Stories about Travel from June, 2011
Palestine: Two Boats Sabotaged as Flotilla Floats Onwards
The Freedom Flotilla 2 to Gaza will be missing an Irish ship, it emerged today. The MV Saoirse has been reportedly sabotaged while at berth in the Turkish coastal town of Göcek and will now not be able to take part in the flotilla, aimed at breaking the Israeli blockade on Gaza and presenting humanitarian aid to the Palestinians.
Trinidad & Tobago: Disorganised Tourism
Lisa Allen-Agostini says that Trinidad tourism “is so poorly developed it’s a shame. I was horrified and embarrassed half the time at the paltry quality of our tourism product.”
Cuba: Train Accident Injures 79
Babalu links to a story about a train crash that has injured nearly 80 people in Cuba, commenting: “The decaying infrastructure and transportation system in Cuba…continues to take a deadly toll on the Cuban people.”
Video: Love Story, Short Film, Cellphone
The winner of the Nokia Shorts 2011 film competition, Splitscreen: A Love Story was shot using a mobile phone with HD capabilities. In it we follow two parallel lives through 3 different countries: USA, France and England until they finally meet.
Azerbaijan: Photojournalist detained, deported
whatwaswritten, the blog of Global Voices author Leyla Najafli, translates a story from RFE's Azeri service reporting that Diana Markosyan, a photojournalist from Bloomberg, was detained at Baku airport earlier today. The American-Russian dual citizen of Armenian origin attempted to enter Azerbaijan without a visa as CIS citizens can. However,...
Libya: Photographs from Rich, Vibrant and Historic Times
British-Libyan surgeon and humanitarian who writes under the pen name Amal Al-Leebi went nostalgic and published some old pictures from previous visits to Libya on his Twitter account, @libyansrevolt to show the Libya he remembers.
China: Canadian expat's reaction to the real-name registration for train ticket
Lost Laowai posts a video showing how a Canadian expat lost his temper when the train ticket office demanded him to show his passport when buying a train ticket.
Cuba: Hunger Striker to Leave Island
Uncommon Sense reports that hunger striker Jorge Cervantes Garcia has ended his protest and “will be allowed to leave Cuba once he has recovered from the physical effects of his protest.”
Barbados, St. Vincent & the Grenadines: Racist Comments?
Barbadian bloggers are all over a WikiLeaks cable in which St. Vincent and the Grenadines Prime Minister Ralph Gonsalves is “quoted extensively”.
Bermuda: Position on Same-Sex Unions
Politics.bm looks at “some interesting scenarios [that] could play out…[if] Bermuda Immigration faces the question of a non-Bermudian worker coming to the island with a same sex spouse.”
Thailand: Social media games and tourism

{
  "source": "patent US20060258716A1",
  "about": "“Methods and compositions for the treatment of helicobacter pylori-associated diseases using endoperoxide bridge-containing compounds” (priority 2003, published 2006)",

Thailand's tourism authorities have developed two social media game applications to promote Thai culture. The games can be played on Facebook too.
Bhutan: Charity Ride Of A Motorcycle Club
iamDrukpa writes chronicles about the 11th charity ride of the Bhutan Dragon Motorcycle Club.
Trinidad & Tobago: Markets & Monasteries
From “soots” to Benedictine monasteries, Chookooloonks photoblogs about a lovely day spent during her time in Trinidad.
Korea: Blogger Touring Tense Border Area
Maggie Downs from the GirlVentures blog shared her experience in touring tense border area between the South and North Korea. Downs visited the demilitarized zone, Camp Bonifas, Panmunjom and the joint security area.
Chile: ‘Riding the Ramal’, a Photo Essay
Margaret Snook in Cachando Chile posts a photo essay of a the ‘Ramal’, a “rural branch-line train that runs 80 km (50 mi) from Talca to Constitución, from the foothills of the Andes to the shores of the Pacific.”
Latin America: ‘La Furgo-Nana’ On the Road For Children's Rights and Lullabies
A documentary, a ‘transmedia platform’ and a humanitarian project: in ‘La Furgo-Nana’ (“a Volkswagen Type II Bus from 1969″) Maria and Anton are driving through the Pan American highway from Tijuana, Mexico to Ushuaia, Argentina to “transform the difficult reality of Latin American children into a fascinating adventure you will...
U.S.V.I.: The National Park on St. John
A Nation or Nobody blogs about a report on National Parks, Tourism, and Local Development, written 30 years ago, which he feels “should be required reading for every student in the US Virgin Islands…it [also] has the power to speak to a much larger audience on issues of development, government...
Cuba: To Reach Havana
“Havana is a sort of forbidden city for people from deep inside Cuba”: Iván's File Cabinet blogs about Cubans who are unwelcome in their own capital city.
Pakistan: An Outsider's View
Indonesian blogger Unspun recently attended Pakistan's first social media summit in Karachi and commented that Pakistan's greatest asset is its people.
Angola: Past Meets Present in a Series of Photo-Chronicles
Throughout the month of June, António Trabulo, a portuguese doctor retired from work, on his blog De cá e de lá (From here and from there) [pt], has been publishing a series of photoposts and chronicles about the past and the present of Angola, following a trip he did three...
Bolivia: Traveling Through the Chaos
“The power is in the streets, the law is carried out with blockades, the state has almost lost authority, people do what they want and there is no order. Worse, there are a lot of racism, much resentment from the indigenous to the ‘white’ man…”: Maria Eugenia Robles [es], a...